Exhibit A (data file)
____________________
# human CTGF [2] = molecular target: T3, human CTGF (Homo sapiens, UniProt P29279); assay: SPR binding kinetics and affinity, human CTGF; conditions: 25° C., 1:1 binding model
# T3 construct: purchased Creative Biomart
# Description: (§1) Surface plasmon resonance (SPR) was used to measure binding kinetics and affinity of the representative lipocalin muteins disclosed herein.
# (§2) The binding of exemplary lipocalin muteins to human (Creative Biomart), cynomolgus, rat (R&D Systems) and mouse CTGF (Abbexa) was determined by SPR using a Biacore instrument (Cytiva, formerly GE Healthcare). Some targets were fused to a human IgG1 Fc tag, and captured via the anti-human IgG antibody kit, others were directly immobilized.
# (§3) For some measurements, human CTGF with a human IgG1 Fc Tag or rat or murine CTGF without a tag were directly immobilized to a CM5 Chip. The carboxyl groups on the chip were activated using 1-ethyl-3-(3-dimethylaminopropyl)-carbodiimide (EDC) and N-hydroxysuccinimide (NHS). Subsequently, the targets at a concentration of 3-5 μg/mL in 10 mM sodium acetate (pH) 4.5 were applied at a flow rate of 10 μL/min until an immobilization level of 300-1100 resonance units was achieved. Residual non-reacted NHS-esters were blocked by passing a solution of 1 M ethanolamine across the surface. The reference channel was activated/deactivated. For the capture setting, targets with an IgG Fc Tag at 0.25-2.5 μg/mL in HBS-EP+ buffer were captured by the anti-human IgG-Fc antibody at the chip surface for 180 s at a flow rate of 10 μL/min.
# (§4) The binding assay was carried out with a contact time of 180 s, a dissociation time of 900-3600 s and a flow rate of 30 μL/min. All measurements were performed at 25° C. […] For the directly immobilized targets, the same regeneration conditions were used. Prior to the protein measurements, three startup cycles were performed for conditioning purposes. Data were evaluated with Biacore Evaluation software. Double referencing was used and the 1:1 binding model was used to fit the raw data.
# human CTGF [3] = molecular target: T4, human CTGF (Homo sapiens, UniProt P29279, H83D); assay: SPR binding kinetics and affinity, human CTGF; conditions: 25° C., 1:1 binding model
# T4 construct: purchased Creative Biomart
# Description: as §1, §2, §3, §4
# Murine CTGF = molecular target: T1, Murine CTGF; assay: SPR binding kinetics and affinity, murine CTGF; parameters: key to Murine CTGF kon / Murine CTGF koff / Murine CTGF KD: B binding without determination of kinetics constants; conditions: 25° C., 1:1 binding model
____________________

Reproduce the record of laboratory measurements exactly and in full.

# human CTGF [2] = molecular target: T3, human CTGF (Homo sapiens, UniProt P29279); assay: SPR binding kinetics and affinity, human CTGF; conditions: 25° C., 1:1 binding model
# T3 construct: purchased Creative Biomart
# Description: (§1) Surface plasmon resonance (SPR) was used to measure binding kinetics and affinity of the representative lipocalin muteins disclosed herein.
# (§2) The binding of exemplary lipocalin muteins to human (Creative Biomart), cynomolgus, rat (R&D Systems) and mouse CTGF (Abbexa) was determined by SPR using a Biacore instrument (Cytiva, formerly GE Healthcare). Some targets were fused to a human IgG1 Fc tag, and captured via the anti-human IgG antibody kit, others were directly immobilized.
# (§3) For some measurements, human CTGF with a human IgG1 Fc Tag or rat or murine CTGF without a tag were directly immobilized to a CM5 Chip. The carboxyl groups on the chip were activated using 1-ethyl-3-(3-dimethylaminopropyl)-carbodiimide (EDC) and N-hydroxysuccinimide (NHS). Subsequently, the targets at a concentration of 3-5 μg/mL in 10 mM sodium acetate (pH) 4.5 were applied at a flow rate of 10 μL/min until an immobilization level of 300-1100 resonance units was achieved. Residual non-reacted NHS-esters were blocked by passing a solution of 1 M ethanolamine across the surface. The reference channel was activated/deactivated. For the capture setting, targets with an IgG Fc Tag at 0.25-2.5 μg/mL in HBS-EP+ buffer were captured by the anti-human IgG-Fc antibody at the chip surface for 180 s at a flow rate of 10 μL/min.
# (§4) The binding assay was carried out with a contact time of 180 s, a dissociation time of 900-3600 s and a flow rate of 30 μL/min. All measurements were performed at 25° C. […] For the directly immobilized targets, the same regeneration conditions were used. Prior to the protein measurements, three startup cycles were performed for conditioning purposes. Data were evaluated with Biacore Evaluation software. Double referencing was used and the 1:1 binding model was used to fit the raw data.
# human CTGF [3] = molecular target: T4, human CTGF (Homo sapiens, UniProt P29279, H83D); assay: SPR binding kinetics and affinity, human CTGF; conditions: 25° C., 1:1 binding model
# T4 construct: purchased Creative Biomart
# Description: as §1, §2, §3, §4
# Murine CTGF = molecular target: T1, Murine CTGF; assay: SPR binding kinetics and affinity, murine CTGF; parameters: key to Murine CTGF kon / Murine CTGF koff / Murine CTGF KD: B binding without determination of kinetics constants; conditions: 25° C., 1:1 binding model